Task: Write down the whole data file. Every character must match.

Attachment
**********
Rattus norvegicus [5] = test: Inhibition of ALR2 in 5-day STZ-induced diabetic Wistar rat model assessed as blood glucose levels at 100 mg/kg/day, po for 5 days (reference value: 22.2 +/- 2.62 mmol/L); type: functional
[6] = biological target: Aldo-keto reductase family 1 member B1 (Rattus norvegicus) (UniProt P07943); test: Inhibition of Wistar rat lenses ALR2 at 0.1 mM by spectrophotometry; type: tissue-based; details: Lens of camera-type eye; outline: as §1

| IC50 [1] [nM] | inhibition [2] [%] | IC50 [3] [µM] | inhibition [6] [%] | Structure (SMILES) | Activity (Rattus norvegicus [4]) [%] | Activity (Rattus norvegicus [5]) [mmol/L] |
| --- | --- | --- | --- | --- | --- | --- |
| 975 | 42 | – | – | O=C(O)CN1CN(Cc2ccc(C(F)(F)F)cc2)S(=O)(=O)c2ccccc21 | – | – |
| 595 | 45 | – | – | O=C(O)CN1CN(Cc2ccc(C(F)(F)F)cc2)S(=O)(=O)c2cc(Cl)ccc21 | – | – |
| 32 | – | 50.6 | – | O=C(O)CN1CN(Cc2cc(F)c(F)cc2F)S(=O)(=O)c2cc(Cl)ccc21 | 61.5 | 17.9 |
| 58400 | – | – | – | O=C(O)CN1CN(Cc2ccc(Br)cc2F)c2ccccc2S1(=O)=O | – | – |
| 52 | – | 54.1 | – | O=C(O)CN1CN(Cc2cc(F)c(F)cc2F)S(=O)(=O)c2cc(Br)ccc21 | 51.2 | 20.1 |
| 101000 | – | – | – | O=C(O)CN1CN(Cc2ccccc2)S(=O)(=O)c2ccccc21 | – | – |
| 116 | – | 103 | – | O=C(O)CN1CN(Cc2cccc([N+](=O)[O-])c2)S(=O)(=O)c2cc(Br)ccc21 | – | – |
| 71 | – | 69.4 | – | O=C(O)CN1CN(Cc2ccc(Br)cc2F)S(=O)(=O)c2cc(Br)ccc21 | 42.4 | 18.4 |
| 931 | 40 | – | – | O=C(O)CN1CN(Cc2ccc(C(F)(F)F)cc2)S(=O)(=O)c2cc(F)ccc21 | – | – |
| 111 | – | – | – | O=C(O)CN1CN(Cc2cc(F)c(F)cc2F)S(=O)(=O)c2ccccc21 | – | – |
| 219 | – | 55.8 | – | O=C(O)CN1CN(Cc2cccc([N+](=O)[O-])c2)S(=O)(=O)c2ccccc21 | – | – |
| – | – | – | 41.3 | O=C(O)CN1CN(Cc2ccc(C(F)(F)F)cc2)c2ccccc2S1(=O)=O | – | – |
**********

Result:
Rattus norvegicus [5] = test: Inhibition of ALR2 in 5-day STZ-induced diabetic Wistar rat model assessed as blood glucose levels at 100 mg/kg/day, po for 5 days (reference value: 22.2 +/- 2.62 mmol/L); type: functional
[6] = biological target: Aldo-keto reductase family 1 member B1 (Rattus norvegicus) (UniProt P07943); test: Inhibition of Wistar rat lenses ALR2 at 0.1 mM by spectrophotometry; type: tissue-based; details: Lens of camera-type eye; outline: as §1

| IC50 [1] [nM] | inhibition [2] [%] | IC50 [3] [µM] | inhibition [6] [%] | Structure (SMILES) | Activity (Rattus norvegicus [4]) [%] | Activity (Rattus norvegicus [5]) [mmol/L] |
| --- | --- | --- | --- | --- | --- | --- |
| 975 | 42 | – | – | O=C(O)CN1CN(Cc2ccc(C(F)(F)F)cc2)S(=O)(=O)c2ccccc21 | – | – |
| 595 | 45 | – | – | O=C(O)CN1CN(Cc2ccc(C(F)(F)F)cc2)S(=O)(=O)c2cc(Cl)ccc21 | – | – |
| 32 | – | 50.6 | – | O=C(O)CN1CN(Cc2cc(F)c(F)cc2F)S(=O)(=O)c2cc(Cl)ccc21 | 61.5 | 17.9 |
| 58400 | – | – | – | O=C(O)CN1CN(Cc2ccc(Br)cc2F)c2ccccc2S1(=O)=O | – | – |
| 52 | – | 54.1 | – | O=C(O)CN1CN(Cc2cc(F)c(F)cc2F)S(=O)(=O)c2cc(Br)ccc21 | 51.2 | 20.1 |
| 101000 | – | – | – | O=C(O)CN1CN(Cc2ccccc2)S(=O)(=O)c2ccccc21 | – | – |
| 116 | – | 103 | – | O=C(O)CN1CN(Cc2cccc([N+](=O)[O-])c2)S(=O)(=O)c2cc(Br)ccc21 | – | – |
| 71 | – | 69.4 | – | O=C(O)CN1CN(Cc2ccc(Br)cc2F)S(=O)(=O)c2cc(Br)ccc21 | 42.4 | 18.4 |
| 931 | 40 | – | – | O=C(O)CN1CN(Cc2ccc(C(F)(F)F)cc2)S(=O)(=O)c2cc(F)ccc21 | – | – |
| 111 | – | – | – | O=C(O)CN1CN(Cc2cc(F)c(F)cc2F)S(=O)(=O)c2ccccc21 | – | – |
| 219 | – | 55.8 | – | O=C(O)CN1CN(Cc2cccc([N+](=O)[O-])c2)S(=O)(=O)c2ccccc21 | – | – |
| – | – | – | 41.3 | O=C(O)CN1CN(Cc2ccc(C(F)(F)F)cc2)c2ccccc2S1(=O)=O | – | – |